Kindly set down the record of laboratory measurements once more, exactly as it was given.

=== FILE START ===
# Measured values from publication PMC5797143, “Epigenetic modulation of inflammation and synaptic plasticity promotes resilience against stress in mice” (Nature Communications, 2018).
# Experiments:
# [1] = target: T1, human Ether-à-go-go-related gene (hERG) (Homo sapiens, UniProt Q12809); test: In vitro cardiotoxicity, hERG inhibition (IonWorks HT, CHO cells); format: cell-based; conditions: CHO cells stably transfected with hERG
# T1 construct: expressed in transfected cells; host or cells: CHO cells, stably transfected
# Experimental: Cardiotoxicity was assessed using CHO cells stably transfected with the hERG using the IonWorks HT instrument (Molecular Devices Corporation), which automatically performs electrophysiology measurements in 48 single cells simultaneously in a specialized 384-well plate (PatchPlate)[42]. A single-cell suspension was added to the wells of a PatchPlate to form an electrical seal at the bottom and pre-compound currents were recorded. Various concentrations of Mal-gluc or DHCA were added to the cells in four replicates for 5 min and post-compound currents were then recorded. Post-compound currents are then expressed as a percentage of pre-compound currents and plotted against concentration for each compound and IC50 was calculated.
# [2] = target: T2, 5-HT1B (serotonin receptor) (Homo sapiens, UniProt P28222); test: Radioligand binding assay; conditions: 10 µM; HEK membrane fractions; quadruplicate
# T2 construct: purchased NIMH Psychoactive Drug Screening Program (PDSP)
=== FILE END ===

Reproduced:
# Measured values from publication PMC5797143, “Epigenetic modulation of inflammation and synaptic plasticity promotes resilience against stress in mice” (Nature Communications, 2018).
# Experiments:
# [1] = target: T1, human Ether-à-go-go-related gene (hERG) (Homo sapiens, UniProt Q12809); test: In vitro cardiotoxicity, hERG inhibition (IonWorks HT, CHO cells); format: cell-based; conditions: CHO cells stably transfected with hERG
# T1 construct: expressed in transfected cells; host or cells: CHO cells, stably transfected
# Experimental: Cardiotoxicity was assessed using CHO cells stably transfected with the hERG using the IonWorks HT instrument (Molecular Devices Corporation), which automatically performs electrophysiology measurements in 48 single cells simultaneously in a specialized 384-well plate (PatchPlate)[42]. A single-cell suspension was added to the wells of a PatchPlate to form an electrical seal at the bottom and pre-compound currents were recorded. Various concentrations of Mal-gluc or DHCA were added to the cells in four replicates for 5 min and post-compound currents were then recorded. Post-compound currents are then expressed as a percentage of pre-compound currents and plotted against concentration for each compound and IC50 was calculated.
# [2] = target: T2, 5-HT1B (serotonin receptor) (Homo sapiens, UniProt P28222); test: Radioligand binding assay; conditions: 10 µM; HEK membrane fractions; quadruplicate
# T2 construct: purchased NIMH Psychoactive Drug Screening Program (PDSP)